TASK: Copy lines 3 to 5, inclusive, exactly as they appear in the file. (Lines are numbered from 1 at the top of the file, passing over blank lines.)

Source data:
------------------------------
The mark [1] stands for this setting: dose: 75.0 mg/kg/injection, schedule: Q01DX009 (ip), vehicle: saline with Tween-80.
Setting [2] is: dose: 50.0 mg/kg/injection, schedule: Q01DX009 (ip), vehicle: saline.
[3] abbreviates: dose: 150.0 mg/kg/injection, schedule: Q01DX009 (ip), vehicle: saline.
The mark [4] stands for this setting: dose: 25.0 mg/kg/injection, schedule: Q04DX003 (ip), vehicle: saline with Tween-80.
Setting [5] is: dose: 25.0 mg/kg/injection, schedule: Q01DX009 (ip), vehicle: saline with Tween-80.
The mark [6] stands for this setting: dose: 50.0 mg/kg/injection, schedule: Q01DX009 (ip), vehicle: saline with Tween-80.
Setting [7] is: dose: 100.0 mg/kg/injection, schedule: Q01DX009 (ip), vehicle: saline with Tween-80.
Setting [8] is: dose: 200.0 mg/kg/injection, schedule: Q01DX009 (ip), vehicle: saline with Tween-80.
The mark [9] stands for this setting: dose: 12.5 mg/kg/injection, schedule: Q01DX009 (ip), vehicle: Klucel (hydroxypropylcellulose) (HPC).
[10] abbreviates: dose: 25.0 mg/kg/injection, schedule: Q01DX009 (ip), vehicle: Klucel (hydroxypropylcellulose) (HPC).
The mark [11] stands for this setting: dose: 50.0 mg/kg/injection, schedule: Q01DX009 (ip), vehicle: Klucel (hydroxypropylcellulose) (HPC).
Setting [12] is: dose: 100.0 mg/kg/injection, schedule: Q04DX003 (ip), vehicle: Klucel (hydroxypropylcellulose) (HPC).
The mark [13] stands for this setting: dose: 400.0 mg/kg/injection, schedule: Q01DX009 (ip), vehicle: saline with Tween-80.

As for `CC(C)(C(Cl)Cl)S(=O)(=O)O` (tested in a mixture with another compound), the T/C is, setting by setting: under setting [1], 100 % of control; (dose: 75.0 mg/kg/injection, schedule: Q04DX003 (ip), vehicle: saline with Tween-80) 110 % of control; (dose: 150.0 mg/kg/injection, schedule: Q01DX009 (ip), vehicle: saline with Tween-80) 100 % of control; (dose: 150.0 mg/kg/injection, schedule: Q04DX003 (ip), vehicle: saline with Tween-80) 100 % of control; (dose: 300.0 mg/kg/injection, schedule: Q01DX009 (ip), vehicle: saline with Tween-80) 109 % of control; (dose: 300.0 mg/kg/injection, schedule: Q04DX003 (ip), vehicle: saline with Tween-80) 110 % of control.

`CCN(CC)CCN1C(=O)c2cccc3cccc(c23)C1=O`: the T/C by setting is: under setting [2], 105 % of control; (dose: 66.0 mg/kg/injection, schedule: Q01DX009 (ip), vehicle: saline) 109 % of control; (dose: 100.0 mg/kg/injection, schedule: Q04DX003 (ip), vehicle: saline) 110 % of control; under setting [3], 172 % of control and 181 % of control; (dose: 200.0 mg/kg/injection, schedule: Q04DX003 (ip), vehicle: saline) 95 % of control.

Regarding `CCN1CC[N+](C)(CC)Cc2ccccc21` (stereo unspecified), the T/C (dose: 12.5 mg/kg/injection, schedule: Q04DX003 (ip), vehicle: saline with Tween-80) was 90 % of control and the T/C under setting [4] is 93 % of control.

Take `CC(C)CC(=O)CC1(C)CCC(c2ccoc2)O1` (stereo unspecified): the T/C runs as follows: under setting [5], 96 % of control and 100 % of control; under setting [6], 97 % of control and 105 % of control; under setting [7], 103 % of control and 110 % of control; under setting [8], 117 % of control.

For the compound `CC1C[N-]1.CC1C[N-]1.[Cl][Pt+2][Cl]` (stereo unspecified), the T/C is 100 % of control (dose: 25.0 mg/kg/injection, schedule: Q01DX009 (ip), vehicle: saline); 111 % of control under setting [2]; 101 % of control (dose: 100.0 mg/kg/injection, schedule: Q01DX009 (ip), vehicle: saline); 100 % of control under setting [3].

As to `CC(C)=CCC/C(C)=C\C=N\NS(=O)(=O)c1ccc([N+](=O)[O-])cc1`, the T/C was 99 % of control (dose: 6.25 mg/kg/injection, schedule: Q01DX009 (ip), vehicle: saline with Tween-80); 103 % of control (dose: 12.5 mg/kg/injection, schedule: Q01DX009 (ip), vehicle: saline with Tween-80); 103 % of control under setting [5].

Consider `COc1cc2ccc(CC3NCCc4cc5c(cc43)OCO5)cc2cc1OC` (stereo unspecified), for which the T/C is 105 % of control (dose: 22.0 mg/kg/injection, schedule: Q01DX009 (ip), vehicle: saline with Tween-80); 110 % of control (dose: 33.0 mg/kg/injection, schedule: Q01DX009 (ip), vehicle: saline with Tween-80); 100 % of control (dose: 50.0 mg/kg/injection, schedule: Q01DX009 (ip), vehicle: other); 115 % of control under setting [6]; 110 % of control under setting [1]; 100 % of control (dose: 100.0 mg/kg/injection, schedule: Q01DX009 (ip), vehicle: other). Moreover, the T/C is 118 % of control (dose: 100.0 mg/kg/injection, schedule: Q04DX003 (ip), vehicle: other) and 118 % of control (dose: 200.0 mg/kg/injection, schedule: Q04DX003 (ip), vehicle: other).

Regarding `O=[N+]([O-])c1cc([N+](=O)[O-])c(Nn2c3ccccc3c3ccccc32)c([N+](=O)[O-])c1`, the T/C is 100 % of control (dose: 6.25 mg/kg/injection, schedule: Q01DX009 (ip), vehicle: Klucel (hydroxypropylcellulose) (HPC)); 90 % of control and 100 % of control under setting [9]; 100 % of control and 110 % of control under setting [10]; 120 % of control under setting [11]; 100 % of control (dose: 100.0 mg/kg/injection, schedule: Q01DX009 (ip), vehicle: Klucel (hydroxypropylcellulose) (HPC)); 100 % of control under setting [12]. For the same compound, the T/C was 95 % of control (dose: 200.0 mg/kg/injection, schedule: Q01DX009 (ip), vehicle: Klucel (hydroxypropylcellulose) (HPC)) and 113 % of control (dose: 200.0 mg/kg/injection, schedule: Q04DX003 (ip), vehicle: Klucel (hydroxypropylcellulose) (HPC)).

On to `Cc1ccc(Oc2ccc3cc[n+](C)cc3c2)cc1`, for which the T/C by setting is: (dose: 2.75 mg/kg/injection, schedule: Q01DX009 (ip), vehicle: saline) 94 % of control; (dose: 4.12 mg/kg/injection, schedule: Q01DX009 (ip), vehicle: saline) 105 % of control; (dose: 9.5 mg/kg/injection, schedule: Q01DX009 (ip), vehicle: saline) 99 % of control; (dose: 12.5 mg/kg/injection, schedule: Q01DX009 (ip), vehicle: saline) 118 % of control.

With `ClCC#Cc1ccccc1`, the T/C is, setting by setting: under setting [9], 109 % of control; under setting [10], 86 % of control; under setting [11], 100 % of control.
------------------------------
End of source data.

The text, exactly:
[3] abbreviates: dose: 150.0 mg/kg/injection, schedule: Q01DX009 (ip), vehicle: saline.
The mark [4] stands for this setting: dose: 25.0 mg/kg/injection, schedule: Q04DX003 (ip), vehicle: saline with Tween-80.
Setting [5] is: dose: 25.0 mg/kg/injection, schedule: Q01DX009 (ip), vehicle: saline with Tween-80.